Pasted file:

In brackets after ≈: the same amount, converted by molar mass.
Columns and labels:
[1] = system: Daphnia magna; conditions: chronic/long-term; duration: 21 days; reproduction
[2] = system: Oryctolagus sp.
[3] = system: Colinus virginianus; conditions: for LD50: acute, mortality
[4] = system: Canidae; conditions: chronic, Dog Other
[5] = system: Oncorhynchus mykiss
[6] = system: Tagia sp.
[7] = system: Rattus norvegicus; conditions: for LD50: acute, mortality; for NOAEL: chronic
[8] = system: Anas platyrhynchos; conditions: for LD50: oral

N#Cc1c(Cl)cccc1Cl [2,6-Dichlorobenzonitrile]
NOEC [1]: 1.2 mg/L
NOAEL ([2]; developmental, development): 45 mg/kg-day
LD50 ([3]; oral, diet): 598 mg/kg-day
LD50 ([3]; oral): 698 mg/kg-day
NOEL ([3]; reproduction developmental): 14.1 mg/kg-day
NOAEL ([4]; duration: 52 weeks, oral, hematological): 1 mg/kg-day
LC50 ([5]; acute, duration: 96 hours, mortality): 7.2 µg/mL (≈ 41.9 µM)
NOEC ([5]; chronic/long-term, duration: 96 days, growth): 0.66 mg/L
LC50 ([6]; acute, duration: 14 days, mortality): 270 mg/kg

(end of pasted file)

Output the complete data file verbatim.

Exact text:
In brackets after ≈: the same amount, converted by molar mass.
Columns and labels:
[1] = system: Daphnia magna; conditions: chronic/long-term; duration: 21 days; reproduction
[2] = system: Oryctolagus sp.
[3] = system: Colinus virginianus; conditions: for LD50: acute, mortality
[4] = system: Canidae; conditions: chronic, Dog Other
[5] = system: Oncorhynchus mykiss
[6] = system: Tagia sp.
[7] = system: Rattus norvegicus; conditions: for LD50: acute, mortality; for NOAEL: chronic
[8] = system: Anas platyrhynchos; conditions: for LD50: oral

N#Cc1c(Cl)cccc1Cl [2,6-Dichlorobenzonitrile]
NOEC [1]: 1.2 mg/L
NOAEL ([2]; developmental, development): 45 mg/kg-day
LD50 ([3]; oral, diet): 598 mg/kg-day
LD50 ([3]; oral): 698 mg/kg-day
NOEL ([3]; reproduction developmental): 14.1 mg/kg-day
NOAEL ([4]; duration: 52 weeks, oral, hematological): 1 mg/kg-day
LC50 ([5]; acute, duration: 96 hours, mortality): 7.2 µg/mL (≈ 41.9 µM)
NOEC ([5]; chronic/long-term, duration: 96 days, growth): 0.66 mg/L
LC50 ([6]; acute, duration: 14 days, mortality): 270 mg/kg